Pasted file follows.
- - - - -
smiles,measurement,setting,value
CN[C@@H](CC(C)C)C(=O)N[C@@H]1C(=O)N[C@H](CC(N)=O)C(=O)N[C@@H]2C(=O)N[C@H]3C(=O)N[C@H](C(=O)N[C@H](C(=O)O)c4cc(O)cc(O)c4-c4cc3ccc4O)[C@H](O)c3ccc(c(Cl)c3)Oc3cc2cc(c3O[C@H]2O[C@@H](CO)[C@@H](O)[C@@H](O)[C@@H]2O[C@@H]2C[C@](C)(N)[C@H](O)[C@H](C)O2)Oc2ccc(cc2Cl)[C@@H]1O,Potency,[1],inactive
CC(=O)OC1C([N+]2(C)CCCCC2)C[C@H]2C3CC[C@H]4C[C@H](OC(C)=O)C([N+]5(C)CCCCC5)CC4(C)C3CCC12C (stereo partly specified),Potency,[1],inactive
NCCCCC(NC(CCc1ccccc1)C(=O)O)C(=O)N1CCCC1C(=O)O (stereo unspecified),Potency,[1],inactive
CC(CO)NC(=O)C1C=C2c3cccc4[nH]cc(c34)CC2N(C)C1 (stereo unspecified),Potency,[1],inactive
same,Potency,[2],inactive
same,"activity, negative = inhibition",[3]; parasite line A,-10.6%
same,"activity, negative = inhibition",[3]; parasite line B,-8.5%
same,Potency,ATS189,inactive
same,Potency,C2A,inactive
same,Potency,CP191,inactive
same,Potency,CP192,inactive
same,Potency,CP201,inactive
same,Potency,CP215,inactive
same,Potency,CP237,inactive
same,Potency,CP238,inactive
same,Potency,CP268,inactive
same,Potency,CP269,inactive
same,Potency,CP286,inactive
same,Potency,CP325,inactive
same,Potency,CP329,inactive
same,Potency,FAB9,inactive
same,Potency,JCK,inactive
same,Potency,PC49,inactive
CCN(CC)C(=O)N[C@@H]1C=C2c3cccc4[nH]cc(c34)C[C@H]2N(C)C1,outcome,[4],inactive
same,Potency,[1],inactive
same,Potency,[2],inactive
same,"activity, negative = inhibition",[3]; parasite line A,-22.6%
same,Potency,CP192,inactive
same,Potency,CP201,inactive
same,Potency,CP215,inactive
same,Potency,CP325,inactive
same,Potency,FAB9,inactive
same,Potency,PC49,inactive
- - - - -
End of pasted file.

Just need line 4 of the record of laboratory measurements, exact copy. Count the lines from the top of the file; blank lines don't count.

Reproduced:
NCCCCC(NC(CCc1ccccc1)C(=O)O)C(=O)N1CCCC1C(=O)O (stereo unspecified),Potency,[1],inactive